The daughter of a Russian ex-spy poisoned in a nerve-agent attack is improving rapidly and is out of critical condition, the hospital treating the pair said Thursday - an unexpected piece of good news in a chilling mystery that has sparked an international crisis.
Sergei and Yulia Skripal were found unconscious and critically ill in the English city of Salisbury on March 4. British authorities say they were poisoned with a military-grade nerve agent made in Russia.
Salisbury NHS Trust, which oversees the hospital where the Skripals are being treated, said Thursday 33-year-old Yulia is “improving rapidly and is no longer in a critical condition. Her condition is now stable.”
“She has responded well to treatment but continues to receive expert clinical care 24 hours a day,” said Dr. Christine Blanshard, medical director at Salisbury District Hospital.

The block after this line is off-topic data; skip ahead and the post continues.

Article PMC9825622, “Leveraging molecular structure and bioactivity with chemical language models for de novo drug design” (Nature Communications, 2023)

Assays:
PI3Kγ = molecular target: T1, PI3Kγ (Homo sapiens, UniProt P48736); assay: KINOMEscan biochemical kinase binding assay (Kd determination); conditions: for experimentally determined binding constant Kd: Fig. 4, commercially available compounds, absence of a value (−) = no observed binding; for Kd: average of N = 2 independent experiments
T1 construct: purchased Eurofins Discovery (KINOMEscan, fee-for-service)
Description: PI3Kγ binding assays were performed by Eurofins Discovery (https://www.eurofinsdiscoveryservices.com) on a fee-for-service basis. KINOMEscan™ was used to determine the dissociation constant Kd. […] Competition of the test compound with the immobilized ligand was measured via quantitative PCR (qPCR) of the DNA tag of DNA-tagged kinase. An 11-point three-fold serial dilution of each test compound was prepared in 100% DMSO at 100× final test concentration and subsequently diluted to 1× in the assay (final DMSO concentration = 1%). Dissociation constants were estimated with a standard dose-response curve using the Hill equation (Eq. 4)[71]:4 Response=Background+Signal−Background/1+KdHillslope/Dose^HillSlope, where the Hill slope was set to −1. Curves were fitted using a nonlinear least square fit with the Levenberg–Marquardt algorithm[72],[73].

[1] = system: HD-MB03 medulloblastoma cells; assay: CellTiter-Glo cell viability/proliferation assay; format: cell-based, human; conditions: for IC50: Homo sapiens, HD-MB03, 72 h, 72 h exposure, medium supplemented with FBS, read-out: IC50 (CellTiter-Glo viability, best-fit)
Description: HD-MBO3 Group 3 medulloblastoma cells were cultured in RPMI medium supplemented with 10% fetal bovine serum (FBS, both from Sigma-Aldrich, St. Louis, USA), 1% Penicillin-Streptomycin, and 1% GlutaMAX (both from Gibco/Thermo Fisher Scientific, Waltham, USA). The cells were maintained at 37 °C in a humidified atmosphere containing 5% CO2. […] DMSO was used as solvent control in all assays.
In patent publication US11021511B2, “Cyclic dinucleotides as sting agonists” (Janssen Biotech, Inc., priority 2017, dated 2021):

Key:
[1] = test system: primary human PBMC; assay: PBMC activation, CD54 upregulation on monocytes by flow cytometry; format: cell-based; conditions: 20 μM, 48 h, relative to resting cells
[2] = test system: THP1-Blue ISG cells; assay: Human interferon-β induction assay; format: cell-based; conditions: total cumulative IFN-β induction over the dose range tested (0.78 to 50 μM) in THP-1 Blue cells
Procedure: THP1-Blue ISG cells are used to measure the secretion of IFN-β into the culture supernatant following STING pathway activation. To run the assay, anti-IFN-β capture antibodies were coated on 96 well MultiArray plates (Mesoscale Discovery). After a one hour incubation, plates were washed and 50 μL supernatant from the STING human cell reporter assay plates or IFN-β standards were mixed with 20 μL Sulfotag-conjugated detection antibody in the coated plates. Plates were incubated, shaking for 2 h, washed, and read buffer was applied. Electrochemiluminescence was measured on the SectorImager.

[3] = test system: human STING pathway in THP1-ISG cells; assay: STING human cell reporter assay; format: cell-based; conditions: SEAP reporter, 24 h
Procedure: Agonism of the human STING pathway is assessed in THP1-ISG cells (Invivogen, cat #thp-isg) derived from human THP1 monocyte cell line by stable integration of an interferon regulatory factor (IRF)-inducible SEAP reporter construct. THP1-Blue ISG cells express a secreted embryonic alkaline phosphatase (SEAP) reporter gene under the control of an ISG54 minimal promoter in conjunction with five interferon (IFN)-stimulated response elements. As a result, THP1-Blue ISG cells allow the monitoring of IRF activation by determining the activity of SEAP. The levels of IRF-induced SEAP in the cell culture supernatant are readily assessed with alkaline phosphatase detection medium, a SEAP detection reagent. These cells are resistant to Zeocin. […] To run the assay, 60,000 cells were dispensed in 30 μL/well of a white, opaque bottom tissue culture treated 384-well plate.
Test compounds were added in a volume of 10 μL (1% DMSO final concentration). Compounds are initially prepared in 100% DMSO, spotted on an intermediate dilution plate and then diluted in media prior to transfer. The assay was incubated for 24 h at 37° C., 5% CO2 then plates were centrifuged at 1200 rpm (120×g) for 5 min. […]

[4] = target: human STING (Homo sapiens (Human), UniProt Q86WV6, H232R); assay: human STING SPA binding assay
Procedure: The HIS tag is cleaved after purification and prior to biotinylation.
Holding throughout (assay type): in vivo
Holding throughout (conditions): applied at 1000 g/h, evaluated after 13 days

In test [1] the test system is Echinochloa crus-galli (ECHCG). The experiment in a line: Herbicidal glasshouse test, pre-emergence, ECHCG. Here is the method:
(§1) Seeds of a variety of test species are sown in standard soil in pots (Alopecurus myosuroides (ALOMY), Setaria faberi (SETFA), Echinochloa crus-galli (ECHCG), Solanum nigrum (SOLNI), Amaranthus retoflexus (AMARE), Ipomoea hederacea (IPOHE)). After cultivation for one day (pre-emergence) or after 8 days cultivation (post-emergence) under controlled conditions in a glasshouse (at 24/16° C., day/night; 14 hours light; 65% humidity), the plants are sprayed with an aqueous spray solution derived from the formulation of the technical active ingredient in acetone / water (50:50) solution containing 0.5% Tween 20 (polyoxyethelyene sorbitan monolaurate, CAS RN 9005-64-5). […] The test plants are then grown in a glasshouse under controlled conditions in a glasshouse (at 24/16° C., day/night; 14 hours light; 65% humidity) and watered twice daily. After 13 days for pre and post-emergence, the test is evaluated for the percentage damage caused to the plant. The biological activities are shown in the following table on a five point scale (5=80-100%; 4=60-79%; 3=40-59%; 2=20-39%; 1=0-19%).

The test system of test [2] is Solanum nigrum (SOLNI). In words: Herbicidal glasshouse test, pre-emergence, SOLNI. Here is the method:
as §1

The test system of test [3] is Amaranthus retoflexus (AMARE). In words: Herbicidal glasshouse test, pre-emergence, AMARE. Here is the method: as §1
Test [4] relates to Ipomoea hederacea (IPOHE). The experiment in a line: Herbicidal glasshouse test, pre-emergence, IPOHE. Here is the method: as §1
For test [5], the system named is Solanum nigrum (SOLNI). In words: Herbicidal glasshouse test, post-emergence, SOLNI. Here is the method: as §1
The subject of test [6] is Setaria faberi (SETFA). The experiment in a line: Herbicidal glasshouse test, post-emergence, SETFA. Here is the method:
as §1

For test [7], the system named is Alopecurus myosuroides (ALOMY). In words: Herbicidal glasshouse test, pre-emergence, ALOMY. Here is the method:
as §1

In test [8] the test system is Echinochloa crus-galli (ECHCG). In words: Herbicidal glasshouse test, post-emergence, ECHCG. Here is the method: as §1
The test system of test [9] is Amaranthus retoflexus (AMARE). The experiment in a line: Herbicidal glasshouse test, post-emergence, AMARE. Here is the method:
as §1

Sergei Skripal, 66, remains in critical condition, the hospital said.
Skripal, a former Russian military intelligence officer, was imprisoned after he sold secrets to British intelligence. He was released in a 2010 spy swap and moved to Britain.
Britain says he and his daughter, who was visiting from Russia, were poisoned with a nerve agent developed in Soviet times and that it must have come from Russia.
Police say they were likely exposed to the poison on the door of Sergei Skripal’s suburban house in Salisbury, where the highest concentration of the chemical has been found.
About 250 British counterterrorism officers are working on the investigation, retracing the Skripals’ movements to uncover how the poison was delivered. They have searched a pub, a restaurant and a cemetery, and on Thursday cordoned off a children’s playground near the Skripal home.
Moscow vehemently denies involvement in the attack, which has sparked a diplomatic crisis between Russia and the West.